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I Was Amelia Earhart Paperback – 26 Jun 1997


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Product details

  • Paperback: 160 pages
  • Publisher: Vintage; New edition edition (26 Jun. 1997)
  • Language: English
  • ISBN-10: 0099744112
  • ISBN-13: 978-0099744115
  • Product Dimensions: 19.8 x 1 x 12.8 cm
  • Average Customer Review: 3.7 out of 5 stars  See all reviews (7 customer reviews)
  • Amazon Bestsellers Rank: 1,032,127 in Books (See Top 100 in Books)

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Customer Reviews

3.7 out of 5 stars
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Most Helpful Customer Reviews

1 of 1 people found the following review helpful By Christopher Sullivan on 23 Sept. 2013
Format: Paperback
Amelia Earhart is arguably one of the best known aviatrix of the twenty century. Earhart set many records most notable being the first female pilot to fly solo across the Atlantic. Her death has fuelled as many conspiracy theories as those that surround 9/11.
On June 1937, during an attempt to circumnavigate the globe, Amelia Earhart and her navigator, Fred Noonan, lost radio contact, ran out of fuel and crashed into the Pacific Ocean.
Jane Mendelsohn's novel is a fictionalised account of what happened to Amelia Earhart after she lost contact with Howland Island, her destination, and the navy.
Mendelsohn's novel is at once a story of a driven, unhappy possibly reckless woman who does not feel alive unless she is flying. The author weaves fact and fiction, the present and the past using first and third person narrative. First person narrative is used as Earhart's own personal point of view while third person narrative is utilised to portray Earhart's life. This moving to and fro, in and out of time and space allows the author to blend, like some exotic biographer's cocktail, layer upon layer of fact and fiction, present and the past, real or imagined until the reader feels drunk from bibliophilic pleasure.
But there is no hangover or altitude sickness as a consequence of imbibing this particular cocktail. Instead one feels the need to continue drinking the book without stopping for breath or coffee.
The novel is written in the style of a diary with short, usually one paragraph long, entries.

"Back then, a plane was called a ship. There were still cabins and a sense of voyaging. There was a reverence for flight because it was so dangerous. People lost themselves. There was no safety."

This diary style way of writing gives the novel a sense of urgency.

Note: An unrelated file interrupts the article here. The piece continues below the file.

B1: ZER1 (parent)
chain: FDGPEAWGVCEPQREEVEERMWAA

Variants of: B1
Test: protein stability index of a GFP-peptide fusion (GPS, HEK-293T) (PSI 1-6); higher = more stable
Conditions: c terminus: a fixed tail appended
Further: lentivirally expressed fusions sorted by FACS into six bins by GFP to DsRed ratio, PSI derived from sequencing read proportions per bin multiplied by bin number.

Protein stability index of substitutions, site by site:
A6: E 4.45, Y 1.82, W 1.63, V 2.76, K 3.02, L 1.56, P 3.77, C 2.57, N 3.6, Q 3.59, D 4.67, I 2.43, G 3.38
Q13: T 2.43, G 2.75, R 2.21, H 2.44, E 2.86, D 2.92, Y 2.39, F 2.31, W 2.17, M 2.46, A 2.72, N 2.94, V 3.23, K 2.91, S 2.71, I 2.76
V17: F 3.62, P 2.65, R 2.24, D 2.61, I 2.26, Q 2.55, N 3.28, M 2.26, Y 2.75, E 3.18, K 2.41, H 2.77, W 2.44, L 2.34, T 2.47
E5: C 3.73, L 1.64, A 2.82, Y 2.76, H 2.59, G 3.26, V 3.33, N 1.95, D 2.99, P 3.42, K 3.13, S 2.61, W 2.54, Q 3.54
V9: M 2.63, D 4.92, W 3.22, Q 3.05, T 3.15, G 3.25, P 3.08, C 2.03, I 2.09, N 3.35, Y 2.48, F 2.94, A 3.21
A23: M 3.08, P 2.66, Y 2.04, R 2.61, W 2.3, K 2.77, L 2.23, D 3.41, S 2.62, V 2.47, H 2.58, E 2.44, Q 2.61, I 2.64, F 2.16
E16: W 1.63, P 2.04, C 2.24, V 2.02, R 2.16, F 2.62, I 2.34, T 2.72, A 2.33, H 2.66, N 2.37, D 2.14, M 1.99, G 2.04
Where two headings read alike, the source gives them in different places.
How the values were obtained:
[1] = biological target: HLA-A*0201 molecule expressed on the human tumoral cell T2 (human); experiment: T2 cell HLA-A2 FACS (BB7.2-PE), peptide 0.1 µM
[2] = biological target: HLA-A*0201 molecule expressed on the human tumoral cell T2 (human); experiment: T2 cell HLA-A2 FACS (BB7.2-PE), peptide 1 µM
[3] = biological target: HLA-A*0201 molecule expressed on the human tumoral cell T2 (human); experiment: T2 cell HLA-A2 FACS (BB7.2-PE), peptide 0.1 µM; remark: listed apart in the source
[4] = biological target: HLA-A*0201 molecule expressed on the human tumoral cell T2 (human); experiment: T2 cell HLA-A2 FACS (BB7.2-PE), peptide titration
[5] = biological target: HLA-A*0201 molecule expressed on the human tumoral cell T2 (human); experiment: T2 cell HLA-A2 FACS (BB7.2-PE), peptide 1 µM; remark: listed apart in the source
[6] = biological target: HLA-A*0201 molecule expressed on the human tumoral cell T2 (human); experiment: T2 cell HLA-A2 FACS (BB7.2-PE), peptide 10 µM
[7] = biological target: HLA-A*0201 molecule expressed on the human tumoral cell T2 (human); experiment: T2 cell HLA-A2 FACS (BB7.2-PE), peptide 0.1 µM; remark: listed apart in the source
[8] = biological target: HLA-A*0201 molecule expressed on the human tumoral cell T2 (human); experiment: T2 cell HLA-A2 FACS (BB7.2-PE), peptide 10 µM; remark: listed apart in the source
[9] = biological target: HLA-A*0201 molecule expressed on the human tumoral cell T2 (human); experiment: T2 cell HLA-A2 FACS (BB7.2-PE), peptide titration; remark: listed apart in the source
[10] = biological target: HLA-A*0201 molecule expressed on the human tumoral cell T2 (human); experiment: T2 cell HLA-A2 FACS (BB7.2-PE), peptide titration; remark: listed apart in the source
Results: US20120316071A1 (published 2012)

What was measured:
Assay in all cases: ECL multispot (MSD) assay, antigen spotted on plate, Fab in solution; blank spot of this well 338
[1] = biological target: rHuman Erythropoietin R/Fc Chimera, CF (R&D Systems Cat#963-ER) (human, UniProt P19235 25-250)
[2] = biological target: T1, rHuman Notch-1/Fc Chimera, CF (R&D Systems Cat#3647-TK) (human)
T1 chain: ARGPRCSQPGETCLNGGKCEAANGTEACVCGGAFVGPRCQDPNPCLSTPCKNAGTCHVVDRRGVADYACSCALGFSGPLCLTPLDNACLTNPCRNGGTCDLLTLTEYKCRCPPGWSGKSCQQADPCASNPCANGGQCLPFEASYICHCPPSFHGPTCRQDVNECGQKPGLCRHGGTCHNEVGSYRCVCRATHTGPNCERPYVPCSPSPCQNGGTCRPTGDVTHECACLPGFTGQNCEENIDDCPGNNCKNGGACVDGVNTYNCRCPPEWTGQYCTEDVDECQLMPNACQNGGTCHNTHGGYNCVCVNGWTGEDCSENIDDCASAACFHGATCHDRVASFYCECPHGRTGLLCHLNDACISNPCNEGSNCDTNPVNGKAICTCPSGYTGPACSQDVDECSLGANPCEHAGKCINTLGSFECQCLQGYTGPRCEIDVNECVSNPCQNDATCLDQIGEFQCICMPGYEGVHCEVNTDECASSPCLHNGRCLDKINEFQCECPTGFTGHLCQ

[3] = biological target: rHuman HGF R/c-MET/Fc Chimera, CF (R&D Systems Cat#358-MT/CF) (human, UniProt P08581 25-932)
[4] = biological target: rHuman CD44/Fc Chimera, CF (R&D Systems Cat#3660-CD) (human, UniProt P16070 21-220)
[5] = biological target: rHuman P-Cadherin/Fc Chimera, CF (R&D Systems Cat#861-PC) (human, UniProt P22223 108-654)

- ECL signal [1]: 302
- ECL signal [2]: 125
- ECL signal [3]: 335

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Format: Hardcover
I WAS AMELIA EARHART has as its intriguing premise the idea that Earhart and Noonan being lost over Howland Island is not the end of the story. In this slight but earnest volume, that makes for a great start. It's only 145 pages, but it has the potential for packing a wallop.

Unfortunately, the author is unable or unwilling to choose a narrator for her story, and it suffers as a result. At times it is in first person with Amelia speaking; at times it is a third person overview. The juxtaposition is jarring and, as a result, unsatisfying. If one speaker or the other had been chosen and committed to, this might have been a five star read, because the emotions and behaviors that are a part of the story are compelling indeed.
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Format: Paperback
This novel is the fictive rendering of Earhart's last voyage across the Pacific. The author tells us of an imaginary diary she wrote about her flight as well as about her intricate and eventually loving relationship with her debauched navigator. The reader is very much involved and feels part of the story, a yet to be solved mystery! Especially interesting for lovers of flying, as it allows us to understand the problems of technology and navigation of that time (1930s).
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By Tracey M on 6 Aug. 2014
Format: Paperback Verified Purchase
I am still reading this book at the moment. But i am finding it difficult who is saying what as there are no quotation marks. Other than that i cant find a fault in this lovely written book about amelia earhart life
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